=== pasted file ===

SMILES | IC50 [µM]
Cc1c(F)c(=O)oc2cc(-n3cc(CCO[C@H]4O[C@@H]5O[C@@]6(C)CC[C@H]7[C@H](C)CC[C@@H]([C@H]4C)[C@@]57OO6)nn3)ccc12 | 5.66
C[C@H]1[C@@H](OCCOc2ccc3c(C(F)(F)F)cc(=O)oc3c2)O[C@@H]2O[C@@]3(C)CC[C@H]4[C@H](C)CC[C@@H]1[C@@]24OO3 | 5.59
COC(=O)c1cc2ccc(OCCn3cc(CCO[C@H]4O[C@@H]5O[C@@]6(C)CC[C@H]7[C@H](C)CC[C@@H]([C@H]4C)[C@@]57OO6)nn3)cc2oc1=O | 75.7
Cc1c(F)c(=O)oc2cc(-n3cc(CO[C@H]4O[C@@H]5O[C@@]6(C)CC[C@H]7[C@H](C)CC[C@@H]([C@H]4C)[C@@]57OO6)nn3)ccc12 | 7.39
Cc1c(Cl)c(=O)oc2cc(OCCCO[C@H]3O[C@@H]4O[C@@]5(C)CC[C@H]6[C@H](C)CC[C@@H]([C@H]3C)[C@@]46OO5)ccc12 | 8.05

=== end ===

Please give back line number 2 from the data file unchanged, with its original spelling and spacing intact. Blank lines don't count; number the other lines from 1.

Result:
Cc1c(F)c(=O)oc2cc(-n3cc(CCO[C@H]4O[C@@H]5O[C@@]6(C)CC[C@H]7[C@H](C)CC[C@@H]([C@H]4C)[C@@]57OO6)nn3)ccc12 | 5.66